The grave — The grave is not only a resting-place, but an hiding-place to the children of God. He hides them in the grave, as we hide our treasure in a place of secrecy and safety. Hide me there, not only from the storms of this life, but for the glory of a better.

Until thy wrath be past — As long as our bodies lie in the grave, there are some fruits of God's wrath against sin: until the set time comes, for their being remembered, as Noah was remembered in the ark, Genesis 8:1. Our bodies shall not be forgotten in the grave, there is a time set for their being enquired after.

Verse 14

[14] If a man die, shall he live again? all the days of my appointed time will I wait, till my change come.

Shall he live? — He shall not in this world. Therefore I will patiently wait 'till that change comes, which will put a period to my calamities.

Verse 15

[15] Thou shalt call, and I will answer thee: thou wilt have a desire to the work of thine hands.

Answer thee — Thou shalt call my soul to thyself: and I will chearfully answer, Here I am: knowing thou wilt have a desire to the work of thy hands - A love for the soul which thou hast made, and new-made by thy grace.

Verse 16

[16] For now thou numberest my steps: dost thou not watch over my sin?

Numbereth — Thou makest a strict enquiry into all my actions.

Verse 17

[17] My transgression is sealed up in a bag, and thou sewest up mine iniquity.

Sealed — As writings or other choice things, that they may all be brought forth upon occasion, and not one of them forgotten. Thou keepest all my sins in thy memory. But herein Job speaks rashly.

Verse 18

[18] And surely the mountain falling cometh to nought, and the rock is removed out of his place.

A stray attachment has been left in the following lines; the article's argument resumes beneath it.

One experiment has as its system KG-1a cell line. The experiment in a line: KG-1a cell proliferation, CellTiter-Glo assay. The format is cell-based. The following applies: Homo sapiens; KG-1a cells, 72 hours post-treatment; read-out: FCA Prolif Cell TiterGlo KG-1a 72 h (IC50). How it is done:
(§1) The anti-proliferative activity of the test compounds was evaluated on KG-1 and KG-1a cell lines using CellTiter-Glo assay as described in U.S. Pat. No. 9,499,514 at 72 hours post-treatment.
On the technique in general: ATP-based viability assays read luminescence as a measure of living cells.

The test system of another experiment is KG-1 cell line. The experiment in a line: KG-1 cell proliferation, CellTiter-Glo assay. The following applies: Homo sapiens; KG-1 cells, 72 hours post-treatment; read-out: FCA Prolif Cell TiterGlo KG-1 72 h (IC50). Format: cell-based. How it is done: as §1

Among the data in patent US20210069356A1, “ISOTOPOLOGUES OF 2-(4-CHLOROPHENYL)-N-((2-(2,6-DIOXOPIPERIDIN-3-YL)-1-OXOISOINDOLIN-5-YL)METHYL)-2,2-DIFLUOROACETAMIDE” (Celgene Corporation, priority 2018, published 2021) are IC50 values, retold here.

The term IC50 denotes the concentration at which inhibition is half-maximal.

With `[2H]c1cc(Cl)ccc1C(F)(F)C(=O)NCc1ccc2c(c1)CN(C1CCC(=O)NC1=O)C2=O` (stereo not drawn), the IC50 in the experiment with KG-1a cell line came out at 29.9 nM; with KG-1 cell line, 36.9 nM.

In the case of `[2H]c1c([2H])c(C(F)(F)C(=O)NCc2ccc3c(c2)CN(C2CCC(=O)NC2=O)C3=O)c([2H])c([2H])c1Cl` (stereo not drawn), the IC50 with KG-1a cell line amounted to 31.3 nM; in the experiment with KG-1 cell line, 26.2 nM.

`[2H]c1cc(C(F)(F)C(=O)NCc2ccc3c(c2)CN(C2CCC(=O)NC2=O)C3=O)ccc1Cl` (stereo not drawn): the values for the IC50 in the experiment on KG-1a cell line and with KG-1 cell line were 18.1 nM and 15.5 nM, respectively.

And — As when a great mountain falls, by an earthquake or inundation, it moulders away like a fading leaf, (as the Hebrew word signifies) and as the rock, when by the violence of winds or earthquakes it is removed out of its place, and thrown down, is never re-advanced: and as the waters by continual droppings, wear away the stones, so that they can never be made whole again: and as thou wastest away, by a great and violent inundation, the things which grow out of the dust of the earth, herbs, and fruits, and plants, which once washed away are irrecoverably lost; in like manner, thou destroyest the hope of man: when man dies, all hope of his living again in this world is lost.

Verse 20

[20] Thou prevailest for ever against him, and he passeth: thou changest his countenance, and sendest him away.

Prevailest — When once thou takest away this life, it is gone forever.

Sendest — To his long home.

Verse 21

[21] His sons come to honour, and he knoweth it not; and they are brought low, but he perceiveth it not of them.

Knoweth not — Either is ignorant of all such events: or, is not concerned or affected with them. A dead or dying man minds not these things.